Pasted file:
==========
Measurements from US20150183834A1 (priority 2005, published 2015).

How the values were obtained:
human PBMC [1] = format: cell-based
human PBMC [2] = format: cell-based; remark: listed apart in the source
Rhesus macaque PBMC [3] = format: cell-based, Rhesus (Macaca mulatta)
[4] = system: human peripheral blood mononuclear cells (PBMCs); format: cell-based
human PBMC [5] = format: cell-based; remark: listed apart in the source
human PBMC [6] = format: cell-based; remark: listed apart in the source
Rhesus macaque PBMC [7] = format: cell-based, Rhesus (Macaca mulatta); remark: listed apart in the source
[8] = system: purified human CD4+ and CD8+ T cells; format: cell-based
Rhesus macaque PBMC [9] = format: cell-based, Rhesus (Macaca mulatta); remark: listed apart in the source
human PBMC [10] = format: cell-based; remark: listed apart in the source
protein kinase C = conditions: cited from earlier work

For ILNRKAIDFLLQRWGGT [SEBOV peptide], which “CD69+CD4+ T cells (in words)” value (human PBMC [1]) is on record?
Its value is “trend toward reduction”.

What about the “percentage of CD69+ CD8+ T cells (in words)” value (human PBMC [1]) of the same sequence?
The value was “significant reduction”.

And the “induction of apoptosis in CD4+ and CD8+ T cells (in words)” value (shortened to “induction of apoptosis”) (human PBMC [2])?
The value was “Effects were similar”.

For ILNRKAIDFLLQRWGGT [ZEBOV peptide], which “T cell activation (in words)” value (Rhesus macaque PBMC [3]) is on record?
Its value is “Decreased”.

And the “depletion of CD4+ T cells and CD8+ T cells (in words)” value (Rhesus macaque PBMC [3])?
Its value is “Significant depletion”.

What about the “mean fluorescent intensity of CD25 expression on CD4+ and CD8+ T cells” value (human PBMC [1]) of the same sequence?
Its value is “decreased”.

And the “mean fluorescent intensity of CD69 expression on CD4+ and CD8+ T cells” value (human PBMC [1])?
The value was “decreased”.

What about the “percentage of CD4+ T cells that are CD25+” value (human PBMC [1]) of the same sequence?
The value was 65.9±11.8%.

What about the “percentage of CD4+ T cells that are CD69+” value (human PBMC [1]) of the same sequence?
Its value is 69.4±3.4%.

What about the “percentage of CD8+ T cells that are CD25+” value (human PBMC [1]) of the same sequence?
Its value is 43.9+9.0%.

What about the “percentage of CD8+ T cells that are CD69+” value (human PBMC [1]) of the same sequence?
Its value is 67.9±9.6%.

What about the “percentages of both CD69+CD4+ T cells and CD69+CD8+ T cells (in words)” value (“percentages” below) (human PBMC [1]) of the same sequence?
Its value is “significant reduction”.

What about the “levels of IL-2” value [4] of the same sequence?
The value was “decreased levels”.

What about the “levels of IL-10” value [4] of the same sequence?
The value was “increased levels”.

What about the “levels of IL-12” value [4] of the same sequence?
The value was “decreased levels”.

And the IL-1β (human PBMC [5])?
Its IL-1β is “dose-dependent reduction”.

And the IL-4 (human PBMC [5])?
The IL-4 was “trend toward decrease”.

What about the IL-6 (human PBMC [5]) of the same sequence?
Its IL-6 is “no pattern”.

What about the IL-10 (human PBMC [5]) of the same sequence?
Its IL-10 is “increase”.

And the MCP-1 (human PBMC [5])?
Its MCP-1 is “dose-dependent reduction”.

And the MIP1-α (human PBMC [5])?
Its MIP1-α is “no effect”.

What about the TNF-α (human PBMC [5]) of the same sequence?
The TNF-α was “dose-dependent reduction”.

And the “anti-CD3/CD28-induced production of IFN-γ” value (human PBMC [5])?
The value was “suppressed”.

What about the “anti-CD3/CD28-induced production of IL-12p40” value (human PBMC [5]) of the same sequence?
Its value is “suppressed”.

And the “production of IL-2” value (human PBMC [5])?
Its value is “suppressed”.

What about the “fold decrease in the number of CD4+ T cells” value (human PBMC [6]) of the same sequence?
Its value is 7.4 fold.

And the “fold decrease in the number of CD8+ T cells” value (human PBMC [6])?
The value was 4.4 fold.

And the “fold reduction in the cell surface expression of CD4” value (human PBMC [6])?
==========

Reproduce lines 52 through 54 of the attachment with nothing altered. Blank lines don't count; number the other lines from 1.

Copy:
And the MCP-1 (human PBMC [5])?
Its MCP-1 is “dose-dependent reduction”.

And the MIP1-α (human PBMC [5])?